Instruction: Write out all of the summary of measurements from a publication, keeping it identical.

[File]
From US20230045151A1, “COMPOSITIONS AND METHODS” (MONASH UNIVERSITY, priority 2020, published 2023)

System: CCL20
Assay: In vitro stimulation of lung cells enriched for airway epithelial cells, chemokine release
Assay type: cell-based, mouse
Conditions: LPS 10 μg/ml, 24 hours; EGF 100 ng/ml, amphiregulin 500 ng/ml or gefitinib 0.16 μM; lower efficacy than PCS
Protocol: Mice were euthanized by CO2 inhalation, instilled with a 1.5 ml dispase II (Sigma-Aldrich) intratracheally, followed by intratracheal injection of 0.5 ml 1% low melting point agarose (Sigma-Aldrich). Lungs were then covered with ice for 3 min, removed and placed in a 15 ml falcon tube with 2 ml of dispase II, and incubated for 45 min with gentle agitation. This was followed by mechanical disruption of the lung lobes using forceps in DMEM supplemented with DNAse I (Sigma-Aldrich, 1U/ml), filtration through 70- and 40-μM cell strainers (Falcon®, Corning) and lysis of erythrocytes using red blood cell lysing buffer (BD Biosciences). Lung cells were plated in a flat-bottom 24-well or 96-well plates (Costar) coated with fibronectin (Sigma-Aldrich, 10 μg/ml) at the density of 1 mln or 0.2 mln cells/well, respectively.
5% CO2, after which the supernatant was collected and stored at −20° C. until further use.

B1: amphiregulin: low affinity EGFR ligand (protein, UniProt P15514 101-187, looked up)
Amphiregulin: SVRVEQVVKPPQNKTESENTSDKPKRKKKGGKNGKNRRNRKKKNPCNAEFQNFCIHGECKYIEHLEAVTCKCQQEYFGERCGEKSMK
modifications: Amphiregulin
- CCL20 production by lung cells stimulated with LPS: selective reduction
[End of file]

From US20230045151A1, “COMPOSITIONS AND METHODS” (MONASH UNIVERSITY, priority 2020, published 2023)

System: CCL20
Assay: In vitro stimulation of lung cells enriched for airway epithelial cells, chemokine release
Assay type: cell-based, mouse
Conditions: LPS 10 μg/ml, 24 hours; EGF 100 ng/ml, amphiregulin 500 ng/ml or gefitinib 0.16 μM; lower efficacy than PCS
Protocol: Mice were euthanized by CO2 inhalation, instilled with a 1.5 ml dispase II (Sigma-Aldrich) intratracheally, followed by intratracheal injection of 0.5 ml 1% low melting point agarose (Sigma-Aldrich). Lungs were then covered with ice for 3 min, removed and placed in a 15 ml falcon tube with 2 ml of dispase II, and incubated for 45 min with gentle agitation. This was followed by mechanical disruption of the lung lobes using forceps in DMEM supplemented with DNAse I (Sigma-Aldrich, 1U/ml), filtration through 70- and 40-μM cell strainers (Falcon®, Corning) and lysis of erythrocytes using red blood cell lysing buffer (BD Biosciences). Lung cells were plated in a flat-bottom 24-well or 96-well plates (Costar) coated with fibronectin (Sigma-Aldrich, 10 μg/ml) at the density of 1 mln or 0.2 mln cells/well, respectively.
5% CO2, after which the supernatant was collected and stored at −20° C. until further use.

B1: amphiregulin: low affinity EGFR ligand (protein, UniProt P15514 101-187, looked up)
Amphiregulin: SVRVEQVVKPPQNKTESENTSDKPKRKKKGGKNGKNRRNRKKKNPCNAEFQNFCIHGECKYIEHLEAVTCKCQQEYFGERCGEKSMK
modifications: Amphiregulin
- CCL20 production by lung cells stimulated with LPS: selective reduction